In 1922, there were 32 white public schools in the Coweta County School System. At that time Senoia area schools had an independent public system. By 1926, that number had been reduced to five, and by 1937 to twelve. Yet there were still 40 black schools throughout the county.

Founding[edit]

After World War II, consolidation efforts intensified. East Coweta High School was founded on April 17, 1946 when the Coweta County School Board ordered that the Haralson, Raymond, Starr, and Senoia school operate East Coweta High School at Starr School for the ensuing year. This ended a series of ever more inclusive consolidations which had begun years earlier. By 1955, the black schools had been combined into four schools.

Total integration began in Coweta County Schools, along with the merger with the Newnan School System, in 1970. With extensive metropolitan Atlanta's growth during the 1970s and 1980s, especially in eastern Coweta County, additional construction was required.

In the fall of 1988, the high school students of Moreland, East Newnan, White Oak, Major, the traditional East Coweta area, and all parts in between merged to culminate the consolidation efforts begun so long ago.

Other consolidations[edit]

These major consolidated schools ultimately resulted in the present East Coweta High School.

  • Preston Academy - Preston Hall houses the Main Office, Guidance Office, and Attendance Office. Preston Academy was the oldest documented school in East Coweta County (1827?-1884).
  • Brantley Institute - Brantley Halls, East and West, house the English, Social Studies, and International Languages Departments. Brantley Institute of Senoia was recognized as the leading school of its day in a multiple county area.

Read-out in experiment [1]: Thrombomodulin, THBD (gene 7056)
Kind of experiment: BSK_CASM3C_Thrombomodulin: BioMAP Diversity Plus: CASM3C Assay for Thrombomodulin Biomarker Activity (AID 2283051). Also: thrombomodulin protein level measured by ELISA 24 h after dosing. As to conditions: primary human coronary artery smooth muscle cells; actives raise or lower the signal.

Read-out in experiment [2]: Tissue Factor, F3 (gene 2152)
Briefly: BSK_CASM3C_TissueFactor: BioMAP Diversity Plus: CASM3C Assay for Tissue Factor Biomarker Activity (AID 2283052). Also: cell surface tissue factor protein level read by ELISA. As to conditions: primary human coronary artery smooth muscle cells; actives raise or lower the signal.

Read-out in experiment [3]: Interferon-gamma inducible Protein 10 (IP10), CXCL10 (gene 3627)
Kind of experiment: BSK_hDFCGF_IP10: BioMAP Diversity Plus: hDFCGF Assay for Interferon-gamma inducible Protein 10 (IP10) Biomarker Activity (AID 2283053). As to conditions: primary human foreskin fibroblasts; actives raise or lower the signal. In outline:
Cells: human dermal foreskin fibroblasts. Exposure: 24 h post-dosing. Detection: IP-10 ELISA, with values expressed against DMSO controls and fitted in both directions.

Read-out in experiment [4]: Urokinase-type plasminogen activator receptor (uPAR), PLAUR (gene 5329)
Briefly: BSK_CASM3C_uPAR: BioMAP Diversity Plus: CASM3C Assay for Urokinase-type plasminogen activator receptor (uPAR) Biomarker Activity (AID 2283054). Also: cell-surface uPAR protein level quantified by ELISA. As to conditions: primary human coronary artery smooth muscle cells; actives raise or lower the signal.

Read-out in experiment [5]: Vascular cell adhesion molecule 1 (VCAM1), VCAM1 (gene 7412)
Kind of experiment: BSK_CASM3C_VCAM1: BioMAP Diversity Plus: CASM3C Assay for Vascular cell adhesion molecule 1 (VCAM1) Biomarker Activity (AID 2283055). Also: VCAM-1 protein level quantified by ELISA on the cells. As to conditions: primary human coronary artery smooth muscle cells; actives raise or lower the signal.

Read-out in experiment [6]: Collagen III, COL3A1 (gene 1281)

• Longstreet Institute of the Ebenezer/Coke's Chapel community - Longstreet Institute was the major antebellum school in a multi-county area, producing a host of outstanding alumni. Longstreet Hall is the main hall of the school, running the length of the building.
  • Starr High School of Sharpsburg - Starr Hall is the history and business education hall. Starr High School was the first consolidated high school in Coweta County.
  • Moreland High School - Moreland Hall is the science hall. Moreland High School was the major consolidated high school for south central Coweta County.
  • Haralson High School - Haralson High School was the major consolidated high school for extreme southeastern Coweta County. Haralson Hall is the fine arts hall.
  • Rock Springs Academy/School - Located in the community of Major, Rock Springs Academy/School was the most significant school in northeastern Coweta County. Rock Springs is the name of the greenhouse at ECHS.

Notable educators[edit]

Educational leaders who founded and strengthened the school system include:

  • Radford Edward Pitman (1835–1880) was Coweta County's first public school superintendent (1871–1880). He was a settler on the land on which East Coweta High School is currently located. He was the great-grandfather of Eddie Hewlette Pitman, who provided the land for the school. Pitman Hall is now known as the Media Center.
  • Hoke Smith was a lawyer, publisher, politician, educator and crusader for improving education in rural schools of Georgia. In 1901, Smith donated to Coweta County Schools its first library. Hoke Smith Reading Room is now referred to as the Career Center.
  • Sarah Fisher Brown - Brown High School of Moreland was the major black high school of its era; it was founded by and named for Sarah Fisher Brown, an innovative educator. Brown Hall is the Technology/Career Education (Vocation) hall.
  • Walter B. Hill - Walter B. Hill Industrial School was a major black area school. Walter Hill was named for the long-time state supervisor of black schools. It closed in 1954 when it was consolidated into Eastside School. Walter B. Hill Courts is the name of the school's tennis courts.

Athletic complexes[edit]

  • Broken Arrow Field - football practice field
  • Garland Shoemake Memorial Stadium - football stadium
  • Cusseta Field - baseball/softball field

Notable alumni[edit]

References[edit]

External links[edit]